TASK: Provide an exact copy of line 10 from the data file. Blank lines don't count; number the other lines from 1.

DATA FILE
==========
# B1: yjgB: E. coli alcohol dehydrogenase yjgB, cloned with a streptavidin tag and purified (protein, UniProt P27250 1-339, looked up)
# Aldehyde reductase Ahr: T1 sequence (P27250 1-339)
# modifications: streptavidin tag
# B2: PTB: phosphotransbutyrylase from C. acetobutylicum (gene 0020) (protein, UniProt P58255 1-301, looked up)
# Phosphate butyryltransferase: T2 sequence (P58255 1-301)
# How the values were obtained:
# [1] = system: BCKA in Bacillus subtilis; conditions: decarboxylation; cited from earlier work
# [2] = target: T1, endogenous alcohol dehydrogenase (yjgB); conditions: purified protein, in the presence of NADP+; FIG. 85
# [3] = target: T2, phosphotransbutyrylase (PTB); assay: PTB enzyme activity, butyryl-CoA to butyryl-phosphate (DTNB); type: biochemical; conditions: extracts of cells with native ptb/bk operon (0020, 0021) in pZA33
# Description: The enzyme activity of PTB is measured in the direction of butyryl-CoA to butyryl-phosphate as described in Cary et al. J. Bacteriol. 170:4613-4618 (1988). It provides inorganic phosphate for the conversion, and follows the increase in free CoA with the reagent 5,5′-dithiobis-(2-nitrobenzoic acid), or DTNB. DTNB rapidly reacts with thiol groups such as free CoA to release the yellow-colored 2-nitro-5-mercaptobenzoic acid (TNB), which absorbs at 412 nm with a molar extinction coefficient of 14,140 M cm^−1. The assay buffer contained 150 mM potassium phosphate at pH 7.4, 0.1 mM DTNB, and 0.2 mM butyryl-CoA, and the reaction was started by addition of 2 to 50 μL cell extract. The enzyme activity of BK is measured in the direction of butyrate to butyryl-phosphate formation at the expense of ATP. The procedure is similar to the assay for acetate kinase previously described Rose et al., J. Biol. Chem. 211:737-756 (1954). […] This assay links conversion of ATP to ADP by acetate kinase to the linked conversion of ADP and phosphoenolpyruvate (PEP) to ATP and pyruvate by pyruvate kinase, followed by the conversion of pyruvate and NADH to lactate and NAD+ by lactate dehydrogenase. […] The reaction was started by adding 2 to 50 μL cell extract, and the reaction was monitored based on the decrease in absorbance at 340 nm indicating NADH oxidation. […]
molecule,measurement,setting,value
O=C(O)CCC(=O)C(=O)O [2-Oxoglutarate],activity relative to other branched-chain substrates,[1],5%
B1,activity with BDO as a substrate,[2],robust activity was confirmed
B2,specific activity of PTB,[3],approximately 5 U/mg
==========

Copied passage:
# Description: The enzyme activity of PTB is measured in the direction of butyryl-CoA to butyryl-phosphate as described in Cary et al. J. Bacteriol. 170:4613-4618 (1988). It provides inorganic phosphate for the conversion, and follows the increase in free CoA with the reagent 5,5′-dithiobis-(2-nitrobenzoic acid), or DTNB. DTNB rapidly reacts with thiol groups such as free CoA to release the yellow-colored 2-nitro-5-mercaptobenzoic acid (TNB), which absorbs at 412 nm with a molar extinction coefficient of 14,140 M cm^−1. The assay buffer contained 150 mM potassium phosphate at pH 7.4, 0.1 mM DTNB, and 0.2 mM butyryl-CoA, and the reaction was started by addition of 2 to 50 μL cell extract. The enzyme activity of BK is measured in the direction of butyrate to butyryl-phosphate formation at the expense of ATP. The procedure is similar to the assay for acetate kinase previously described Rose et al., J. Biol. Chem. 211:737-756 (1954). […] This assay links conversion of ATP to ADP by acetate kinase to the linked conversion of ADP and phosphoenolpyruvate (PEP) to ATP and pyruvate by pyruvate kinase, followed by the conversion of pyruvate and NADH to lactate and NAD+ by lactate dehydrogenase. […] The reaction was started by adding 2 to 50 μL cell extract, and the reaction was monitored based on the decrease in absorbance at 340 nm indicating NADH oxidation. […]